Trans woman in Australia wins UN support in changing her gender on birth certificate

Illustrated rainbow pride flag on a white background.

A married trans woman in New South Wales, Australia has won the support a United Nations Human Rights Committee in changing the gender on her birth certificate.

The transgender woman referred to as G, has tried and been unsuccessful on multiple occasions to change the sex on her birth certificate.

Trans pride flags

Trans pride flags celebrating International Transgender Day of Visibility (ROBYN BECK/AFP/Getty Images)

Most of Australia’s states and territories have imposed requirements for gender recognition which have been widely criticised by the Australian Human rights commission and LGBT groups.

One requirement is that an individual must undergo gender reassignment surgery.

In six of Australia’s states and territories, a married transgender person must divorce their spouse if they want to change the sex on their birth certificate.

This is done to prevent same-sex marriages by default as they are still not legalised in the country.

Advocates have argued marital status and the surgery requirements are unnecessary and that people should rely upon on their self-identification.

On March 17, the UN Committee made the decision and published it on June 15 saying they found in Favour of G.

Australian laws that prevent married transgender people from changing the gender on their birth certificate Violates international human rights laws according to the committee.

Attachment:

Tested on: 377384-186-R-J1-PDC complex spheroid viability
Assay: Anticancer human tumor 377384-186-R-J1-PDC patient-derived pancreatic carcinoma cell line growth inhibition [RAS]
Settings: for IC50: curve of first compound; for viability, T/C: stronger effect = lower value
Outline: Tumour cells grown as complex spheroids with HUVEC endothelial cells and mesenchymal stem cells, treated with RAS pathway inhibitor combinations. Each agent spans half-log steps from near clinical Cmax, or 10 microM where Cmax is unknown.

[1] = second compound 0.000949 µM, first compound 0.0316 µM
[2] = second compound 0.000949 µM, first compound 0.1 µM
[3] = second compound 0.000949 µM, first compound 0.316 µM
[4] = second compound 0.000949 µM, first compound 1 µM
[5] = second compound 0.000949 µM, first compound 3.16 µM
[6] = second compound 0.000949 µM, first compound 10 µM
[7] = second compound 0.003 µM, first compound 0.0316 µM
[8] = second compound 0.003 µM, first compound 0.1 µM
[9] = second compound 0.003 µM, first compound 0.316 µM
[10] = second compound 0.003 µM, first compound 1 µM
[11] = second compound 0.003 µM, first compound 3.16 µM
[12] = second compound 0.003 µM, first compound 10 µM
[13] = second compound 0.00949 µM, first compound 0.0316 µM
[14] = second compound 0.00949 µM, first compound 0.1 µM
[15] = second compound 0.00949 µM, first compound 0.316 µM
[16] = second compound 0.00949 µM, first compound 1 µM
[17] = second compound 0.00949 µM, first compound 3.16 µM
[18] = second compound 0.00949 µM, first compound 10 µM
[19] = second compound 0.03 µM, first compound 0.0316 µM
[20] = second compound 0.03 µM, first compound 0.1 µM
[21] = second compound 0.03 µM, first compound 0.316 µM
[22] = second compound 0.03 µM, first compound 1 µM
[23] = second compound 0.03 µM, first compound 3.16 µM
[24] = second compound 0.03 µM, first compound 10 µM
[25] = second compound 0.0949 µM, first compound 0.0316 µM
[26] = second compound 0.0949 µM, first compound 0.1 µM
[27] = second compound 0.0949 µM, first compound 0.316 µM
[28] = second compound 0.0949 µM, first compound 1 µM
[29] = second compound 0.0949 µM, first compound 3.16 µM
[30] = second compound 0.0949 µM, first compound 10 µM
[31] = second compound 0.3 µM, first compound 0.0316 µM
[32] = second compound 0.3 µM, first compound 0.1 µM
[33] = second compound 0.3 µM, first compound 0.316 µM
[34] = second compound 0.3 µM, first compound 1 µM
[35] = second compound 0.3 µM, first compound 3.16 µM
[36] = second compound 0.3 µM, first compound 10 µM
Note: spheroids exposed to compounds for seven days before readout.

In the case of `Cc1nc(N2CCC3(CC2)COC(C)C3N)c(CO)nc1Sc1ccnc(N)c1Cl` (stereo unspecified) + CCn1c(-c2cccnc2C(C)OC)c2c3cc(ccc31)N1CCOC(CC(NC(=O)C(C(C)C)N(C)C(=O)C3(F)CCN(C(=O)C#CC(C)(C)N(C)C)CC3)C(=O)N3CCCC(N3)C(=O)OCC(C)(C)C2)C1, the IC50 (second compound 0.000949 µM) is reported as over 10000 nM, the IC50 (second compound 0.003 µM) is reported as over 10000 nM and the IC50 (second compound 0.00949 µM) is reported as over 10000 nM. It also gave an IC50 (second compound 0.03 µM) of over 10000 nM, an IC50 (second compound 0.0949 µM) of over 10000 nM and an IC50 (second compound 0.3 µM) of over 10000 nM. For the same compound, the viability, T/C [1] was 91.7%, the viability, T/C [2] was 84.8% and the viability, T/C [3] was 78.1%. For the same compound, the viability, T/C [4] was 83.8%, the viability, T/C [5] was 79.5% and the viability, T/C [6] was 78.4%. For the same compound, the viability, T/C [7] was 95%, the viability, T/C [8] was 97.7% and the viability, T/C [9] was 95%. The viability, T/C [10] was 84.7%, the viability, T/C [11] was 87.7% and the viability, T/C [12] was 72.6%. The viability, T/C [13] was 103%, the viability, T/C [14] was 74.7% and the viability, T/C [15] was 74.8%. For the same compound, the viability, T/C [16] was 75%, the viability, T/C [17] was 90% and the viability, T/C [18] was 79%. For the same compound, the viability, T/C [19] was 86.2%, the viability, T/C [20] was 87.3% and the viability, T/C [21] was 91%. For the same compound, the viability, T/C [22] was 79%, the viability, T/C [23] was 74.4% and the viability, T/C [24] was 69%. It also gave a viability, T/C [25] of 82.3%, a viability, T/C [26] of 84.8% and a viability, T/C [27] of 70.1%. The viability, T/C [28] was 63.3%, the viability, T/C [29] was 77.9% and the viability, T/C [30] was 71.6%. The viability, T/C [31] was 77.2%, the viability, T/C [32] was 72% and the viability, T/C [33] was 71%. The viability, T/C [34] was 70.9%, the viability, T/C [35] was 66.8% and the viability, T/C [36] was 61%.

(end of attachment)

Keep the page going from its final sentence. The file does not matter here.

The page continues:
G told the committee that she is in a “loving relationship with her spouse and does not intend to apply for a divorce.”

These laws were found to be in violation of articles 17 and 26 of the International Covenant on Civil and Political Rights.

G was born in 1974 and began her transition with hormone therapy in 2000.

In 2002, she began the process of changing her name to G on Identification documents and had gender reassignment surgery in 2005 and married a woman.

However, after her marriage, under Australian law, she was unable to change the gender on her birth certificate.

After her surgery, she was issued with new ID documents including a passport, driver’s license and medical card.

When the committee gave its ruling, it said there was “no apparent reason” to deny G’s birth certificate change.

The committee advised has told the Australian government to provide G with a birth certificate stating she is a female.

They also advised Australia to make changes to their laws to stop this happening to transgender people in the future.

Australia has until December 15 to reply to this ruling.

They have made minor changes to the International Covenant on Civil and Political Rights.

The country does not appear to be making any changes to its current laws.